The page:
“[T]he forum concludes that $75,000 and $60,000, are appropriate awards to compensate [the same-sex couple] for the emotional suffering they experienced,” wrote Alan McCullough, administrative law judge for Oregon’s Bureau of Labor and Industries in his proposed order.

Aaron and Melissa Klein, owners of Sweet Cakes by Melissa located in Gresham, Ore., say the fine is enough to potentially bankrupt their family of seven.

Rachel and her partner Laurel Bowman-Cryer, who are now married, filed a complaint with the Oregon Bureau of Labor and Industries under the state’s public accommodation law, which bans discrimination based on a person’s sexual orientation.

The Oregon Bureau of Labor and Industries pursued charges against the Kleins on behalf of the same-sex couple.

In January 2015, an investigation by the bureau found the Kleins guilty of violating the state’s public accommodation law by denying Rachel and Laurel full and equal access to their bakery, which the state considers a place of public accommodation.

For whatever its worth, I find the behavior of the couple to be loathsome and viciously predatory. I find McCullough’s reasoning legally indefensible, bigoted, morally cowardly and willfully anti-Constitutional. The two ladies were offered every service available to every other customer. Only when they demanded that the Kleins make a political statement which the Kleins opposed did this loving couple attack the Kleins like a panzer division. The Kleins, and others similarly situated, based their opposition on religious grounds. This is regrettable. This religious basis for opposition is too narrow. The larger issue is forcing a person to act—to make an affirmative political statement through his or her actions—which the person opposes. Whether opposition is based on religion should be secondary, if relevant at all. That McCullough inflicted the near-infinite power of the State on the Kleins, which includes the power to destroy and bankrupt them, is beneath contempt.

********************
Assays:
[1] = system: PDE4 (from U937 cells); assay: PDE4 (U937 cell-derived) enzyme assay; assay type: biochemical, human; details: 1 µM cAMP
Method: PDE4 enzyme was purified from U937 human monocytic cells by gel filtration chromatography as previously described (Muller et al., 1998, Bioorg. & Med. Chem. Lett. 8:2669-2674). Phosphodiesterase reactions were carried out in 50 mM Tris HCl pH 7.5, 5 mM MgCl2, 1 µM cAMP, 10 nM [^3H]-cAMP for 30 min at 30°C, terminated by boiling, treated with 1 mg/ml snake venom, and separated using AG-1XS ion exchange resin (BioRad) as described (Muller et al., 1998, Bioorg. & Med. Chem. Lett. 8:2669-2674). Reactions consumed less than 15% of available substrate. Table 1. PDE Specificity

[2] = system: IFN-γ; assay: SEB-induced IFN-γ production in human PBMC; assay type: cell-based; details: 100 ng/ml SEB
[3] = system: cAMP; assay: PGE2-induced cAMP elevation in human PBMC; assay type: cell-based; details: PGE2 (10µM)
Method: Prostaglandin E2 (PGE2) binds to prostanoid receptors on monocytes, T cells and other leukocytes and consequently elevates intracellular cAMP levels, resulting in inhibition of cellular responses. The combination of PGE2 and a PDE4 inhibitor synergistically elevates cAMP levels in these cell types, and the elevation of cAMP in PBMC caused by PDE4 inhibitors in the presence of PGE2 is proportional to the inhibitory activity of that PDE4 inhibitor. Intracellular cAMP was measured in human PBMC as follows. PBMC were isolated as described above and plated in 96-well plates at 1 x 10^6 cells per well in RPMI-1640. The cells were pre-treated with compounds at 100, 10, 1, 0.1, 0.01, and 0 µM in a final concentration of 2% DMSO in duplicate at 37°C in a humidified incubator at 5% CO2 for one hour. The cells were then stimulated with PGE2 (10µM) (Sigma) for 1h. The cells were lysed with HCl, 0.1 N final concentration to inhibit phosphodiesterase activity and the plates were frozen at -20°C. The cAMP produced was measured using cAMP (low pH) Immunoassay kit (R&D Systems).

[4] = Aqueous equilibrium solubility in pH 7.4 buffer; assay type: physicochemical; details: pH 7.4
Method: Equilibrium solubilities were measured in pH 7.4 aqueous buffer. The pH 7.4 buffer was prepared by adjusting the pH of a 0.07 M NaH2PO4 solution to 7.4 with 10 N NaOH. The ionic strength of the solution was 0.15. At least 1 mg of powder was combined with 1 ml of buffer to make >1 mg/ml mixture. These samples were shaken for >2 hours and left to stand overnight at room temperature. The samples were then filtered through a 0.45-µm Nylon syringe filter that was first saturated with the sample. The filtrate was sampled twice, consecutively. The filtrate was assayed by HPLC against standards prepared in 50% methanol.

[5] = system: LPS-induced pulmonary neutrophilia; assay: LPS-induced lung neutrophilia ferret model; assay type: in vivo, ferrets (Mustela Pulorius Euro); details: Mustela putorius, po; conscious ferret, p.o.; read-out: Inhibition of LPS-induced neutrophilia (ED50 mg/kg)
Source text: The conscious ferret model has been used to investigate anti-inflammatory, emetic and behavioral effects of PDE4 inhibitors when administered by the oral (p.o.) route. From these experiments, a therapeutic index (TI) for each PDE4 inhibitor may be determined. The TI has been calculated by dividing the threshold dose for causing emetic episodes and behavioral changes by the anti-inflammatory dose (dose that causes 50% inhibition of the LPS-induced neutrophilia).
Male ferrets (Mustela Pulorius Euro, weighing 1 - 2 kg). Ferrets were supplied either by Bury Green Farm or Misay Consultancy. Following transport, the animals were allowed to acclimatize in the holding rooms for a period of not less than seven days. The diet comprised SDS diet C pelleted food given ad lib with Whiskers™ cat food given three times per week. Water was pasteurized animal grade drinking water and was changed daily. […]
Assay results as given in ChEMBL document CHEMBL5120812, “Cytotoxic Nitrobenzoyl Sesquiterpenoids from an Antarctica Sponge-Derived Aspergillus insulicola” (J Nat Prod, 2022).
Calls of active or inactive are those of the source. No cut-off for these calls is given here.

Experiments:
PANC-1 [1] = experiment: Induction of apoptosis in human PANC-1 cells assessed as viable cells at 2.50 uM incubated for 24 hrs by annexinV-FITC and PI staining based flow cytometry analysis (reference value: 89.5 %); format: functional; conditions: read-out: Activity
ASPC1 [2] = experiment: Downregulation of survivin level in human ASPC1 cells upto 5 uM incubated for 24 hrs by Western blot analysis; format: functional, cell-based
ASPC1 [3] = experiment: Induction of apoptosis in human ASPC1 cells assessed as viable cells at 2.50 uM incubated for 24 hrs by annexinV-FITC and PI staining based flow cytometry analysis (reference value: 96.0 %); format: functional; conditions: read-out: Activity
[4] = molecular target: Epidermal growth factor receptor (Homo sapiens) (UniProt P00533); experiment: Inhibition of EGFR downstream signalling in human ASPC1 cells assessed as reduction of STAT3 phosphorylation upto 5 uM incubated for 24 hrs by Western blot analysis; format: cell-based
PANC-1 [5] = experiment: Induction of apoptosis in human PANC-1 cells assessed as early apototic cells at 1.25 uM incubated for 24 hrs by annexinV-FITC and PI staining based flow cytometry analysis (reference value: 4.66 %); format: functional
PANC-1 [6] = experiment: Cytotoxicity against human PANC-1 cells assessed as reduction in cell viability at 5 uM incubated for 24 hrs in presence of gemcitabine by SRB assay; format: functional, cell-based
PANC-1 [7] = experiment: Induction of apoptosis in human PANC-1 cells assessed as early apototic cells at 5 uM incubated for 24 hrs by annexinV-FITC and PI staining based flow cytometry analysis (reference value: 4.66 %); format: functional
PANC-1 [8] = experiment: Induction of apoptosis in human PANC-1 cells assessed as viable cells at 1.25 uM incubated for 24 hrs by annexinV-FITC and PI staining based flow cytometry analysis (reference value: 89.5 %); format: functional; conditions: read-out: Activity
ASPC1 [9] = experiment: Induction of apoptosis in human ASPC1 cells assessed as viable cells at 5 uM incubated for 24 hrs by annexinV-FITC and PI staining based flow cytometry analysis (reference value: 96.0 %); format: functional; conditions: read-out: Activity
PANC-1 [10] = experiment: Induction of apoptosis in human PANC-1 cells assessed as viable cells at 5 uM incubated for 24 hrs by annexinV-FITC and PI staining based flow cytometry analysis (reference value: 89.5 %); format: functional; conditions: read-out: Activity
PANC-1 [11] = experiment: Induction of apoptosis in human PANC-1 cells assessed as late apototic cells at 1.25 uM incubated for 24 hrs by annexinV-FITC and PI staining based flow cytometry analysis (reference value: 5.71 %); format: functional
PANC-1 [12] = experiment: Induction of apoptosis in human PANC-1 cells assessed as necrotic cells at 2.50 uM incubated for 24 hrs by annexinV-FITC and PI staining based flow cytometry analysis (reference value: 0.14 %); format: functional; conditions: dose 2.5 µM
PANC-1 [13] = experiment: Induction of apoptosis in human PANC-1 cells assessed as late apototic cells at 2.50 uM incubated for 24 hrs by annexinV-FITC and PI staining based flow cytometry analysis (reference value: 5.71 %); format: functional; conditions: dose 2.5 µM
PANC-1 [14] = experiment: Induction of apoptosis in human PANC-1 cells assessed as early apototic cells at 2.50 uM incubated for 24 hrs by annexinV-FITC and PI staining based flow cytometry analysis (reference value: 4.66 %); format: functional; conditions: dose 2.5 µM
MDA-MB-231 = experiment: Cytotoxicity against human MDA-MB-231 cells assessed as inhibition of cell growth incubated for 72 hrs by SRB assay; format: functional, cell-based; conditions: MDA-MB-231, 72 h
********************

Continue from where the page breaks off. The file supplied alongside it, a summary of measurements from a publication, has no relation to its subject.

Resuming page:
But I relate this vile behavior of the women, enabled and sanctified by the State, to make a different point: to give an insight into and make an assessment of the character of the people this culture is producing. The following are some of the 80 or 90 categories of ‘damages’ each woman in the couple alleges to have suffered as a consequence of not getting a cake:

“acute loss of confidence,” “doubt,” “excessive sleep,” “felt mentally raped, dirty and shameful,” “high blood pressure,” “impaired digestion,” “loss of appetite,” “migraine headaches,” “pale and sick at home after work,” “resumption of smoking habit,” “shock” “stunned,” “surprise,” “uncertainty,” “weight gain” and “worry.”

What pathetic people! Would not any self-respecting human being avoid publicizing such injuries as an alleged result of such a trivial event? Instead of showing stoicism and fortitude, they proclaim weakness and flaunt it like a badge of honor. “Look at my suffering and injuries,” they proclaim from the mountain top of social media on the Internet. Weakness, frailty, lack of fortitude and self-efficacy become weapons of highest order used in the predatory opportunism in the culture wars.

By the way, given the nature of their injuries related to the alleged cause, a few questions arise, such as, did these two women experience soaring joy, affirmation, sense of respect, an energized capacity to take on life’s challenges and on and on when other bakeries agreed to make the cakes, before they were refused after searching out the Kleins’ bakery? Could not those life-affirming positive experiences served as a spine-strengthening antidote of the alleged horrors of being a refused a cake by the Kleins?

A few other questions arise of greater significance to the nature of our society: Are we raising good people in this current culture? Is the popular culture providing incentives for people to be abusive and immoral?

More later.

Share Button

Leave a Comment

Previous post:

Next post: